Dear Admiral Browne: Quite a commandeering tale that smacks of truth, just like that bulwark of a hull! What an adventure! Particularly enjoyed the part of not knowing the damage until the carpenter could report his estimate of "damage control". Minutes must have seemed like hours, not knowing. You were very brave, I bet your knees were shaking for at least a week on the three week shore leave, but that could have been the "sea-leg boogie-woogie". Love tales of the high seas! Thanks for sharing these unforgetable memories!

Paul C said...

Riveting tale. I have to think about the Titanic's bulkheads which deemed it unsinkable. Too bad the gash went a little too far.

Francisca said...

Hah,the Peter Principle in action, hey? I agree with chiccoreal, you must have endured loooong minutes of dread! Dazzling story! And lived to tell it.

Leslie: said...

Shades of the Titanic, indeed! You all must have been scared out of your minds...

Sara Katt said...

Meow! What an adventure! Glad you got out of that one and could tell the tale!
Sara Cat,
Sara Cat's ABCWedrd-8-D 'D is for Dog'

Berowne said...

Paul C.: "I have to think about the Titanic's bulkheads which deemed it unsinkable."
Very true. If the watertight bulkheads on that ship had been installed correctly, it would have stayed afloat.

Berowne said...

Francisca: "Hah,the Peter Principle in action, hey?"
Yes, I'm afraid that pretty well describes my career as a ship's officer. :-)

Berowne said...

chiccoreal: "Dear Admiral Berowne..."
Hah! I didn't quite make it to that rank. :-)

Roger Owen Green said...

I'm sure you looked JUST like the guy in the pic!
Scary story, but with a reasonably happy ending - shore leave!
ROG, ABC Wednesday team

Kathe W. said...

whew that's quite a story!

Anonymous said...

Wonderful tale, wonderfully told.

I was halfway between Hawaii and Alaska when the shaft seal on our 65 footer began pouring a fine stream. Hardly as dramatic as a stove-in bow, of course, but boats, holes and water being what they are, you don't like to see any unexpected combination of the three.

As the saying goes, such events do focus the attention. Happy you escaped without further harm (as did we).

Berowne said...

shoreacres: "Wonderful tale, wonderfully told."
Thanks. Great to share seafaring tales with you.

Gigi Ann said...

Loved your real life story. What did you do on your three week leave?

Anonymous said...

A little bit of danger (or a lot, in your case) is so much better than a safe, untested life! As long as you survive it, of course. :) Glad you lived to tell the tale.

Berowne said...

evenstarwen: "A little bit of danger (or a lot, in your case) is so much better than a safe, untested life!"
Though it doesn't seem so at the time. :-)

Berowne said...

Gigi Ann: "What did you do on your three week leave?"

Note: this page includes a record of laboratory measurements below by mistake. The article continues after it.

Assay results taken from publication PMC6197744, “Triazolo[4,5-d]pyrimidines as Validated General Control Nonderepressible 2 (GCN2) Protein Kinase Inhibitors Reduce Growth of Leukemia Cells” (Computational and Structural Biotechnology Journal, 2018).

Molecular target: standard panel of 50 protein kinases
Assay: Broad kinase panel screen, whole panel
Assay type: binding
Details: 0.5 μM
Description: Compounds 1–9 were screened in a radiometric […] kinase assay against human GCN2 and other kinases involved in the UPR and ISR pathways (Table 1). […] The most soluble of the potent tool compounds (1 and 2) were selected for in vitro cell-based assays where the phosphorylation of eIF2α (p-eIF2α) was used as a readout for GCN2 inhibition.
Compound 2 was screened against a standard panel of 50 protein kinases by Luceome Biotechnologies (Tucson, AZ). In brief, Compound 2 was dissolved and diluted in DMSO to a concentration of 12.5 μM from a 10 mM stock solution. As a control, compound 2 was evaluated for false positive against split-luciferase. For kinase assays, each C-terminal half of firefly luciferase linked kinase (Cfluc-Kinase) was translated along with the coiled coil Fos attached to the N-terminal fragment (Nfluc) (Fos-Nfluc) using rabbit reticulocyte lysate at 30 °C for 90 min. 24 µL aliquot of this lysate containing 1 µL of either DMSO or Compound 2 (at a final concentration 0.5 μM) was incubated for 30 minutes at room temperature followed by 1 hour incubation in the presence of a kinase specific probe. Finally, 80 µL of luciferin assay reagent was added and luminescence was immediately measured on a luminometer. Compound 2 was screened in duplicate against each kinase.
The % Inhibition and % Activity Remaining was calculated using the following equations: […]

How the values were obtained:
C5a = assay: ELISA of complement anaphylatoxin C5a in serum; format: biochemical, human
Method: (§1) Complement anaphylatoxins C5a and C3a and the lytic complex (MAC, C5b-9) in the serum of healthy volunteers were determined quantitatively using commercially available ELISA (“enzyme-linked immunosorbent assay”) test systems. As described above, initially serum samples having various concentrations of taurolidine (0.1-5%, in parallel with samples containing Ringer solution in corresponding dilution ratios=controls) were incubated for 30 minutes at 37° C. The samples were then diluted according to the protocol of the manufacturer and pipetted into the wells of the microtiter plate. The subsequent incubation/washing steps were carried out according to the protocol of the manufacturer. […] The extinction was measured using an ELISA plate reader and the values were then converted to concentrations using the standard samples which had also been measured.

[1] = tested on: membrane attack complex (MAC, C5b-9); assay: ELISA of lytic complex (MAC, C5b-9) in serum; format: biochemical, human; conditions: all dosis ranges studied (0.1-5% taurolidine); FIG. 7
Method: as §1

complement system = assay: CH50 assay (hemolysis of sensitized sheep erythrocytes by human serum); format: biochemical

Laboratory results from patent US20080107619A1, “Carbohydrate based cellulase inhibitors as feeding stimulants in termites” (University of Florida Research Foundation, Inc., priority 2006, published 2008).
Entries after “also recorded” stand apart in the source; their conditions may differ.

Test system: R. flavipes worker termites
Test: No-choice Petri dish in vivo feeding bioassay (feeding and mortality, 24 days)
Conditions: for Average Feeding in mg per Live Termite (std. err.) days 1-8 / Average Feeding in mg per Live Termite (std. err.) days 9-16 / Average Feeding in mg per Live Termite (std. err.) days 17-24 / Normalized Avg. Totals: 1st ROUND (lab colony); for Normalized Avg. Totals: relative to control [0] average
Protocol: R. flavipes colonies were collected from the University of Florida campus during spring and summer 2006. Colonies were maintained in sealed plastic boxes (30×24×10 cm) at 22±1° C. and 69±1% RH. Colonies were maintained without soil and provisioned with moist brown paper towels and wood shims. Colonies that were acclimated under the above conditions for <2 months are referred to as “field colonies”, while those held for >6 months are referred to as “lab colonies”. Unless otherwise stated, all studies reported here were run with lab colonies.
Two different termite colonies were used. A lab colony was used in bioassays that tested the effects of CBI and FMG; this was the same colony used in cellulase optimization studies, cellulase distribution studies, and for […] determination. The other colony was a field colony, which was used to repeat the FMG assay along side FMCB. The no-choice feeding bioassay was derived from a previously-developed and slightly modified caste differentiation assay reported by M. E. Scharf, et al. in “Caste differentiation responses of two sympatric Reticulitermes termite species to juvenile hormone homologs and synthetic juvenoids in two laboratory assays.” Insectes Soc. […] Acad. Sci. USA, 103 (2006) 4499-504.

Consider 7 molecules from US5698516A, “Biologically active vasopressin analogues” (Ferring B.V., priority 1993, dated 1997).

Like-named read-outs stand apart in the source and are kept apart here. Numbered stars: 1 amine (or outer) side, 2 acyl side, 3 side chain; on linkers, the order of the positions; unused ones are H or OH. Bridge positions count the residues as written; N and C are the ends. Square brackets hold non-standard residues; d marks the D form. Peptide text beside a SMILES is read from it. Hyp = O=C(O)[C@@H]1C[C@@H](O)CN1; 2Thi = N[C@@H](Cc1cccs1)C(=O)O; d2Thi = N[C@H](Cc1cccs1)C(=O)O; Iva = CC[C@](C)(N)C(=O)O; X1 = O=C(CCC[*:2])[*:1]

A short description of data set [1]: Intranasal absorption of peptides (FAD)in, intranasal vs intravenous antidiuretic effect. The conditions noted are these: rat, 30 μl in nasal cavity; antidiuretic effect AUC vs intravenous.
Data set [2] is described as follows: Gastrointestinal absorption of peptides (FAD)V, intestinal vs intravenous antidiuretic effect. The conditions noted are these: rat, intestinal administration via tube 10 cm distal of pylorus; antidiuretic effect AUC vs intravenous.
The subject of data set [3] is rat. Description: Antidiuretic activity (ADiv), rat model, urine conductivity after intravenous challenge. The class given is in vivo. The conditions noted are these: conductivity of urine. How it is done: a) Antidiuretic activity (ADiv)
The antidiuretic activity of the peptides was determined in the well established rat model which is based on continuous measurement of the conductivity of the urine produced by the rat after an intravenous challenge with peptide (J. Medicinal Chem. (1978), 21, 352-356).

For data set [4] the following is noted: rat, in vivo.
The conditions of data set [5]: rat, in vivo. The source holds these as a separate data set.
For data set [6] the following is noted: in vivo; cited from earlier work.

Well, I was a young guy who had been at sea for quite a while. Do the math. :-)

Anonymous said...

well written as well as exciting and humorous - what more could we ask.

Madeleine Begun Kane said...

I enjoyed your tale! Thanks! Here's my
Epiphany Tanka.

linda may said...

G'Day, great story, I enjoyed that. Hey, I have been taking part in a new prompt site that your story would fit perfectly in. It is on my sidebar , the link is "Monday Memories" if you click on it....well you know the story. So if you are interested.......

linda may said...

P.S. I hope that wasn't our lovely reef.

Kodjo Deynoo. said...

This is wonderful

flaubert said...

Berowne, I love this story. I am a huge lover of
boats, mostly sailboats. You were very lucky.


JTS said...

What a great story!! My Dad served proudly in the US Navy during WWII and his love for ships remained forever. I'm delighted that you linked to this post for "Memories on Mondays", and I hope you'll join us there again!

Gloria said...

So glad for the epiphany before the ship was abandoned. :) This was a great write for the prompt, and I learned a little along the way! I enjoyed it!

Everyday Goddess said...

wow, what a scary event! very suspensful to hear now, but that must have been terrifying at the time.

oldegg said...

Great tale. I can remember scenes such as this at the movies when the ship's carpenter struggles to stem the leak from a hole in the ship, drenched with icy cold water and the rest of the crew just wishing he would hurry up. Very well told indeed.

jaerose said...

What expansive knowledge and tales of the always teach me something new..I loved the voice of the computer as well..made me smile 'I say old, chap'..slaute to you cap'n..

Berowne said...

What a pleasure to read great comments from jaerose, oldegg, E. Goddess, Gloria, JTS, flaubert, Kodjo D., linda may, Mad Kane and vivinfrance -- thanks so much.

Dave King said...

The carpenter's apologetic voice... now, that's the bit I enjoyed the most! Great tale, though. And well told.

Kim Nelson said...

Felt like reading history, and I like reading history!

Catherine Denton said...

You had me glued to the computer. Beautifully told. I'm glad it all turned out okay and un-Titanic-like.

Lilibeth said...

Well I'm glad the story had a happier ending than that of the Titanic. I'm sure the first sounder felt pretty stupid...however so relieved that it overcame the stupid feeling.

Pat said...

That was a good story - amusingly told and thank goodness no tragic ending.

Old Altonian said...

A terrific story Berowne, my father would have liked that one. He WAS the ships joiner, but he got washed overboard during his wreck. He survived though.